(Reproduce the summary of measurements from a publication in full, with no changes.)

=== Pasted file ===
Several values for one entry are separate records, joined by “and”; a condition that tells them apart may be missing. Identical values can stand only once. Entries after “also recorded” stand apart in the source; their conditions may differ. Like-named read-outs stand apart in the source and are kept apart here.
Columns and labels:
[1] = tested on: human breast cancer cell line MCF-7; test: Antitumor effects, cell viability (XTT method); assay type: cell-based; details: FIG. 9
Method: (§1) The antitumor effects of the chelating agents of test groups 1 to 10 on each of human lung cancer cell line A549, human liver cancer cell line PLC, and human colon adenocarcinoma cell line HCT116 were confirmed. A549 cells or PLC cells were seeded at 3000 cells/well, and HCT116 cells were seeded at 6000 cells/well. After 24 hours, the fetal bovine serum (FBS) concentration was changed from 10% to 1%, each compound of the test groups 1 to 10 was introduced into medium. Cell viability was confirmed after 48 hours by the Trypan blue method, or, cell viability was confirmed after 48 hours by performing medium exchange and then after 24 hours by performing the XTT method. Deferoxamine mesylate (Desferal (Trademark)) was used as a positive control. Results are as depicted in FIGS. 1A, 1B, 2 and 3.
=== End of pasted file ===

Several values for one entry are separate records, joined by “and”; a condition that tells them apart may be missing. Identical values can stand only once. Entries after “also recorded” stand apart in the source; their conditions may differ. Like-named read-outs stand apart in the source and are kept apart here.
Columns and labels:
[1] = tested on: human breast cancer cell line MCF-7; test: Antitumor effects, cell viability (XTT method); assay type: cell-based; details: FIG. 9
Method: (§1) The antitumor effects of the chelating agents of test groups 1 to 10 on each of human lung cancer cell line A549, human liver cancer cell line PLC, and human colon adenocarcinoma cell line HCT116 were confirmed. A549 cells or PLC cells were seeded at 3000 cells/well, and HCT116 cells were seeded at 6000 cells/well. After 24 hours, the fetal bovine serum (FBS) concentration was changed from 10% to 1%, each compound of the test groups 1 to 10 was introduced into medium. Cell viability was confirmed after 48 hours by the Trypan blue method, or, cell viability was confirmed after 48 hours by performing medium exchange and then after 24 hours by performing the XTT method. Deferoxamine mesylate (Desferal (Trademark)) was used as a positive control. Results are as depicted in FIGS. 1A, 1B, 2 and 3.